So, what’s with the tradition of giving things up? Some traditions relate it to to the 40 days that Christ spent in the wilderness being tempted by the devil before He began His ministry. Some, Christians observe this tradition as a way to share in the sacrifice of Christ or to test their self-discipline. However, there are certainly biblical roots for this practice as well. As Jesus taught His disciples in Matthew 16, verses 24-26, “Then Jesus said to his disciples, ‘Whoever wants to be my disciple must deny themselves to take up their cross and follow me. For whoever wants to save their life will lose it, but whoever loses their life for me will find it. What good will it be for someone to gain the whole world, yet forfeit their soul?’”
A version of this teaching is recorded in three of the gospel accounts. So, it must have been quite a memorable lesson to Christ’s disciples. But, what does it mean to deny ourselves? If you guess that it means more than just spending 40 days without chocolate, you’d be right. When we honestly examine the state of our lives and the impact that sin has on breaking our relationship with our righteous and Holy God, we recognize just how much we need a savior. Denying ourselves means dying to ourselves. It means to exercise self-control in submitting our will and desires to the will and plan of God. It is our opportunity to repeat after Christ and call out to God, “not my will, but yours be done!” This exercise of self-denial is one more reminder that we are not in control… that our lives are not ours to live as we see fit. We have been bought by the precious blood of Christ and, as Christians, God has a purpose and a plan for our lives. We need to stop fighting to tell the story we want to tell with our lives and submit to the story he is trying to tell through us. So, yes, the Lenten season may look weird. The Christian life looks weird inasmuch as we are to look different from the world around us. We are not to just pursue what the world calls good or satisfy our every desires. God’s plans are bigger and more eternally focused than my narrow, self-centered plans.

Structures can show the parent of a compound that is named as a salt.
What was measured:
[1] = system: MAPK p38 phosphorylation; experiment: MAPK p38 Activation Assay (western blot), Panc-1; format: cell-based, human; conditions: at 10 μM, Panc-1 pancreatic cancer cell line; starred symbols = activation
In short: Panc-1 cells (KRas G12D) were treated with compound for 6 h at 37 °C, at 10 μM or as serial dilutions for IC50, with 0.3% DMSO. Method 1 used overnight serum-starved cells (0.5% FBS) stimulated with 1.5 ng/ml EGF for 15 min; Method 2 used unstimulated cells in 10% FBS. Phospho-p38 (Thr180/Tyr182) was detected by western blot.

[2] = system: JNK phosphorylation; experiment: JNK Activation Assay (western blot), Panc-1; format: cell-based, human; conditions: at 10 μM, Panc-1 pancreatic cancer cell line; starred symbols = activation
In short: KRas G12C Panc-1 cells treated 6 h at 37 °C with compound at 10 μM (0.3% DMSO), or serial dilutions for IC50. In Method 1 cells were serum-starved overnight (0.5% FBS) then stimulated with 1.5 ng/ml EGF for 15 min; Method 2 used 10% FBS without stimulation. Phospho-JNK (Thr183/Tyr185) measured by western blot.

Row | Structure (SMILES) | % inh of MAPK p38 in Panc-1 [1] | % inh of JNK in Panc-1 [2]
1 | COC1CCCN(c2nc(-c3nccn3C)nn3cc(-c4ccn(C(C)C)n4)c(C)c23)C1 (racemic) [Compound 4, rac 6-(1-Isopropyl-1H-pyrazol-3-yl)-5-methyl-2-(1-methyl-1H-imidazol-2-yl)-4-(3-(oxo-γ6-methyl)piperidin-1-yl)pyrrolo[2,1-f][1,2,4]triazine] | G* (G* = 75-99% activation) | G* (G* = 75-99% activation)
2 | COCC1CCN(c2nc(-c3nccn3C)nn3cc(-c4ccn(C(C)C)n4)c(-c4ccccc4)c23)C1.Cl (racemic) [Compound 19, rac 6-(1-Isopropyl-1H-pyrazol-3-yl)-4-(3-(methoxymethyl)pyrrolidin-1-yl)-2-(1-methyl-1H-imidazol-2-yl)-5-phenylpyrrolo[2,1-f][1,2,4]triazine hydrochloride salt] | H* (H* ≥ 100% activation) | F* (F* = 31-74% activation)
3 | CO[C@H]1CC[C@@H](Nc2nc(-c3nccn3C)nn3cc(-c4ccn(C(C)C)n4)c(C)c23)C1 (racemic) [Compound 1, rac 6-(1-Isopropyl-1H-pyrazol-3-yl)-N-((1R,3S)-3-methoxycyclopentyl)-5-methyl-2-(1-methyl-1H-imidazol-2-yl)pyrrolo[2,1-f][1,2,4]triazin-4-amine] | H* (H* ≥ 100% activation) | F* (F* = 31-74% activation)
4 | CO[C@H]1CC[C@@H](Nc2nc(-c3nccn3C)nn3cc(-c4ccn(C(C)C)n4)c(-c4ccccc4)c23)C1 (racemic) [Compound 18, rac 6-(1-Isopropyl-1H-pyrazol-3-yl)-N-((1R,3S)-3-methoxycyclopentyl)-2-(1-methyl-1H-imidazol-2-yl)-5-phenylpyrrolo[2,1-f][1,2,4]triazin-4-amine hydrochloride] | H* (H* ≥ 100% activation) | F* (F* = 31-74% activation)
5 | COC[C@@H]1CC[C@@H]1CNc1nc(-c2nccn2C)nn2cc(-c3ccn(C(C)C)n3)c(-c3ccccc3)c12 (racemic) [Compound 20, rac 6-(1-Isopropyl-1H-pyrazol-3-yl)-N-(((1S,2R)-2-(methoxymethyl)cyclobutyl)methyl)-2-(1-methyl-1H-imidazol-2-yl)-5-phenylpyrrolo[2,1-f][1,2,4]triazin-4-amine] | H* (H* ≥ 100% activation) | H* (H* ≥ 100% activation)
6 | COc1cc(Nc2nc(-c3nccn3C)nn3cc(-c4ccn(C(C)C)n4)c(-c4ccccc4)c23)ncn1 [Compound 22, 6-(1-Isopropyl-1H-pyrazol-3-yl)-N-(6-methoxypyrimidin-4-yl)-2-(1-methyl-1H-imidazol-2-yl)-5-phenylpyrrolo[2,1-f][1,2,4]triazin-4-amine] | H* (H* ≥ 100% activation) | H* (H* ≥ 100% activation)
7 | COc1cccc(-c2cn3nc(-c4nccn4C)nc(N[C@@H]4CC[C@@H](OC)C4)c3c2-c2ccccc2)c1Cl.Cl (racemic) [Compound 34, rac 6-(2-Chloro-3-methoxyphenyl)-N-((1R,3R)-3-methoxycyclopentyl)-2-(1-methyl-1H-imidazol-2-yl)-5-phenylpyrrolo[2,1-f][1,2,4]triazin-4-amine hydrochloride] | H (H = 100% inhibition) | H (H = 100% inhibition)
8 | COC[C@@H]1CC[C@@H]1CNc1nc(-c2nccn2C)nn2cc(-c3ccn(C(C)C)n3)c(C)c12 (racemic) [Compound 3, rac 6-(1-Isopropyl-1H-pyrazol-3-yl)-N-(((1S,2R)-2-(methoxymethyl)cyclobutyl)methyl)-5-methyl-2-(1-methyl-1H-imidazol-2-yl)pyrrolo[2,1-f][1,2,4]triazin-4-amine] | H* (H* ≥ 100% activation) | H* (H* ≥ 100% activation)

What does this weird living look like in the life of a believer? As Peter reminds the faithful in 2 Peter 1:5-9, “For this very reason, make every effort to add to your faith goodness; and to goodness, knowledge; and to knowledge, self-control; and to self-control, perseverance; and to perseverance, godliness; and to godliness, mutual affection; and to mutual affection, love. For if you possess these qualities in increasing measure, they will keep you from being ineffective and unproductive in your knowledge of our Lord Jesus Christ. But whoever does not have them is nearsighted and blind, forgetting that they have been cleansed from their past sins.” So, this Lenten season, take some time to reflect on your life and on what God has done for you through the sacrifice of His one and only Son. Don’t forget that we have been redeemed by Christ from our sins. Because of your faith, practice goodness. Pursue knowledge of Him through prayer and the reading of the Word. Exercise self-control and perseverance. Reflect godliness by treating others with mutual affection, which leads to love. That way, we will be effective and productive in the work of following Christ. And just maybe, eat a little less chocolate… because Easter is Coming!